Attenuators are mainly used in characteristic testing and other tests of fiber optic communication systems, and are devices that have a certain amount of attenuation on optical power. According to whether the attenuation changes, it can be divided into fixed optical attenuators and variable attenuators. The attenuator operates on the basic principle of depositing a film with a small change in transmittance coefficient (or reflection coefficient) on a glass substrate, causing a portion of the light power passing through the coated glass plate to be absorbed by the film material, and the light intensity is attenuated. The metal film can be a compound material such as nickel-chromium, and the attenuation of light is controlled by the thickness of the film.
Attenuators are mainly composed of resistive materials. The most familiar resistor is actually a basic form of attenuator, while the complex form of attenuator is also composed of a resistive attenuator network. The attenuators commonly used are generally used to attenuate signals in a certain frequency range. How is this achieved? It can be achieved by placing this resistive material in the RF or microwave circuit structure of the corresponding frequency band by a special process.
Attenuators are classified according to function, mainly fixed optical attenuators and variable attenuators, and variable attenuators are further divided into manual step attenuators and programmable attenuators.
Fixed optical attenuators are divided into laminated, coaxial, and waveguide attenuators, also known as lumped parameter attenuators (whose size is less than 1/10 of the working wavelength). In 1952, the first commercial fixed coaxial attenuator was designed and manufactured. In testing and measurement, the coaxial lumped parameter attenuator is one of the most widely used RF devices. There are two indicators that testing engineers must consider, namely the operating frequency range and power capacity. The power of commonly used commercial fixed coaxial attenuators starts from 0.5W and can reach a maximum of 4 KW, while the highest frequency can be as high as 67GHz. The cooling methods of fixed optical attenuators are natural cooling, oil cooling, and forced air cooling. Variable Optical Attenuator (VOA) is an important optical passive device in optical fiber communication, which controls the signal in real-time by attenuating the transmitted optical power.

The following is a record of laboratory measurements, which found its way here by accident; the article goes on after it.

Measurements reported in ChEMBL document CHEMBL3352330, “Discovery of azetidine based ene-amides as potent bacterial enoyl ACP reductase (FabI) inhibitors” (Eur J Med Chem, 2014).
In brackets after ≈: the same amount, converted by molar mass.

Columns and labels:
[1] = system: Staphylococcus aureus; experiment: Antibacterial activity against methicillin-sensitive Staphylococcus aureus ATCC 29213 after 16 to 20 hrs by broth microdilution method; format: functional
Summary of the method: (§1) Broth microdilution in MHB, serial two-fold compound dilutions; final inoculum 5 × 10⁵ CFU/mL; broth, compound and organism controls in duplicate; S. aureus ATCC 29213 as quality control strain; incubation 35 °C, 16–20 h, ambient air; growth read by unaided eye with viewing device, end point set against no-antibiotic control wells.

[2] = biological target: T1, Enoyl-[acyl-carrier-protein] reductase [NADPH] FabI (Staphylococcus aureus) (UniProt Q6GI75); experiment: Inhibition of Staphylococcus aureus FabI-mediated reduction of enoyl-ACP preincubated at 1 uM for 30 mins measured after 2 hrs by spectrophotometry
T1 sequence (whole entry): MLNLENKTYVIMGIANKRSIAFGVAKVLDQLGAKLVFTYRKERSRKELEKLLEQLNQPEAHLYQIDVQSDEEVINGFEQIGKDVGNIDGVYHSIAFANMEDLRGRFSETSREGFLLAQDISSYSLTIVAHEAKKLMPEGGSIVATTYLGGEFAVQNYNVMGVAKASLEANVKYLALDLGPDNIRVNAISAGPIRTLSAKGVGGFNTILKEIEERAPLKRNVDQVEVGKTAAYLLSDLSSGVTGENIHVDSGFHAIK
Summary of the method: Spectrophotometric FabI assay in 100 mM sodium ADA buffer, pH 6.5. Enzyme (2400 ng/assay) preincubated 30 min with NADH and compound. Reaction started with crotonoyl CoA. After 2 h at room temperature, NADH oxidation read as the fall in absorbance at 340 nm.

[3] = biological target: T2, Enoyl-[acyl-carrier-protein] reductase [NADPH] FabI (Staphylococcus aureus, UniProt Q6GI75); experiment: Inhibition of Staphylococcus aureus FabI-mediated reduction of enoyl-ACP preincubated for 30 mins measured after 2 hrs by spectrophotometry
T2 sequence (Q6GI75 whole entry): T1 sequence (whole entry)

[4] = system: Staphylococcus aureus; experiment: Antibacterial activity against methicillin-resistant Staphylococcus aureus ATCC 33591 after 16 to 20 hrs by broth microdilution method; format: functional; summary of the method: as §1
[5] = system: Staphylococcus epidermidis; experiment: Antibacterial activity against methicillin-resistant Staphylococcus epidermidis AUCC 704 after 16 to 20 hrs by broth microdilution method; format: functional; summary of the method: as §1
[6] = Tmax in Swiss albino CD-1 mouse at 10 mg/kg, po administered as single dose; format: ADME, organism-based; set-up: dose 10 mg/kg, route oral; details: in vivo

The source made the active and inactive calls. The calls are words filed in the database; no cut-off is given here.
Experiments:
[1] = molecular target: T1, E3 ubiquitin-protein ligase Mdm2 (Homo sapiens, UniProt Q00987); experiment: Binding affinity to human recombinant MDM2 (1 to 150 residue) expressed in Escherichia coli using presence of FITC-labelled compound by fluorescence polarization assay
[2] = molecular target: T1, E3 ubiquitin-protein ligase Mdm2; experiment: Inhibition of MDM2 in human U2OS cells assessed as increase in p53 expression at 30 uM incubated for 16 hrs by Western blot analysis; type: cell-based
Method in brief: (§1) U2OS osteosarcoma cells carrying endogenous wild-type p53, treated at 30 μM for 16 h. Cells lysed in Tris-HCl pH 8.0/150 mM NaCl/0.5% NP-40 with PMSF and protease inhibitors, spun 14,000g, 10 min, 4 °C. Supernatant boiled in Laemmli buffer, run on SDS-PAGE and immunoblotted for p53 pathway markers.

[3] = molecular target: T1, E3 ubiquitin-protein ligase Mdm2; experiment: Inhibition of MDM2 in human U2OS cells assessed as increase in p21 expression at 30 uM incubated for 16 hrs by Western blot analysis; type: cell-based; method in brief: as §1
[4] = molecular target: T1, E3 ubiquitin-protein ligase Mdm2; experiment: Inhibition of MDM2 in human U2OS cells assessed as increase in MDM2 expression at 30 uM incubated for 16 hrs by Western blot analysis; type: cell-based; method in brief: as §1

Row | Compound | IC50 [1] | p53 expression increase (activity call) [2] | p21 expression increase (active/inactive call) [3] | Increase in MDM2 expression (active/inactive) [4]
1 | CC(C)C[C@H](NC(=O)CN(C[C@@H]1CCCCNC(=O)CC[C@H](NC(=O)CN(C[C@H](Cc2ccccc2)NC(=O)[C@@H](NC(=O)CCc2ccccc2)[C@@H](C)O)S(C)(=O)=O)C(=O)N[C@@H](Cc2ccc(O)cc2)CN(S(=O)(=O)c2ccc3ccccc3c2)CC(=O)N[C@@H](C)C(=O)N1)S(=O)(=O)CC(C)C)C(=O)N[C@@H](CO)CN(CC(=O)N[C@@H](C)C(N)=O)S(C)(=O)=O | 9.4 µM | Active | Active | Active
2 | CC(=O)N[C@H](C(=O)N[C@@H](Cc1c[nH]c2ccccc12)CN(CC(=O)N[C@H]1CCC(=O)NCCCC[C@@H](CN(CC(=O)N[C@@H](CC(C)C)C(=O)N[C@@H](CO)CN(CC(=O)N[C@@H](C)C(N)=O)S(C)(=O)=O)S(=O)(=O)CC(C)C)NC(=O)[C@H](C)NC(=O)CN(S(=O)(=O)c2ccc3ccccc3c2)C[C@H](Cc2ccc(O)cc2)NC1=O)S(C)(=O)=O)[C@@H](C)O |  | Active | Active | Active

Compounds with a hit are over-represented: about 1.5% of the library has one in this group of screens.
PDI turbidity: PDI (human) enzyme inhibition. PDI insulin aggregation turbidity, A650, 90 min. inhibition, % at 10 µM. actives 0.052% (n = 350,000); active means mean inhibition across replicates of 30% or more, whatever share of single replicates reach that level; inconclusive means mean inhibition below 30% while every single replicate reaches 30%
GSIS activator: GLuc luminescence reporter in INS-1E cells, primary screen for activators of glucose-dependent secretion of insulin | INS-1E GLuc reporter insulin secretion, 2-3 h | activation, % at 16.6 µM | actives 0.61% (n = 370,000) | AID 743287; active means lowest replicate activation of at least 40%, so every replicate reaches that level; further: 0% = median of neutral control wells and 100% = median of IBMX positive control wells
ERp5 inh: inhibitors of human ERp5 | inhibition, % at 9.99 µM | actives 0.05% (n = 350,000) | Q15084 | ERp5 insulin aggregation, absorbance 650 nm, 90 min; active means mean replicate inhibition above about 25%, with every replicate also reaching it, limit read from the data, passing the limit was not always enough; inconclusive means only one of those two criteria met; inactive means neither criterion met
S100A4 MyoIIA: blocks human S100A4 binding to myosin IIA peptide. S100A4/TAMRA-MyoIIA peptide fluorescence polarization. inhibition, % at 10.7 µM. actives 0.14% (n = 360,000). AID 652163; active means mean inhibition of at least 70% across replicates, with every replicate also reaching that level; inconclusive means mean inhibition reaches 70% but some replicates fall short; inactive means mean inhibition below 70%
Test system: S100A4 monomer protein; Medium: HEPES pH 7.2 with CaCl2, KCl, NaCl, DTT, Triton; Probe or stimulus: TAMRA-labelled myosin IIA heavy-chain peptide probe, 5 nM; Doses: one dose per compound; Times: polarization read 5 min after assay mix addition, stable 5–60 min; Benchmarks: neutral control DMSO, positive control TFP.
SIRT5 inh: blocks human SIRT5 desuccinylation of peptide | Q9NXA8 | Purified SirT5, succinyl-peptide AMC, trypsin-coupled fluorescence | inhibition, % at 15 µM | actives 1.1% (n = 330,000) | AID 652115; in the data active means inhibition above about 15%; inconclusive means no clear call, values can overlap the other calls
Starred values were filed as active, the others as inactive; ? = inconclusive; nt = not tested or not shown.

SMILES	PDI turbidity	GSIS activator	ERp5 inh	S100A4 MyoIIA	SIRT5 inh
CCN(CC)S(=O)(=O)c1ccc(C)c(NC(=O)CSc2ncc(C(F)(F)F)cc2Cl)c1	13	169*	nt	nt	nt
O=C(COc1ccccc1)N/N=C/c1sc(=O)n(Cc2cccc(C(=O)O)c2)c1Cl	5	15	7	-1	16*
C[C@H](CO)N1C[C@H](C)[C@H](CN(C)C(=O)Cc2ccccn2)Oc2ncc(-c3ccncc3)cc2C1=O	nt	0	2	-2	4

1. Control power level: control the local oscillator output power in microwave superheterodyne receiver to obtain the best noise factor and variable frequency loss, and achieve the best reception effect. In microwave receivers, automatic gain control is realized to improve the dynamic range.
2. Coupling component: as a decoupling component between the oscillator and the load.
3. Relative standard: used as a relative standard for comparing power levels.
4. Used in jump attenuators in radar anti-jamming: it is a variable attenuator with a sudden change in attenuation, which does not introduce attenuation under normal circumstances but suddenly increases attenuation when encountering external interference.
From the perspective of microwave networks, the attenuator is a two-port lossy microwave network, and it belongs to the through-type microwave element.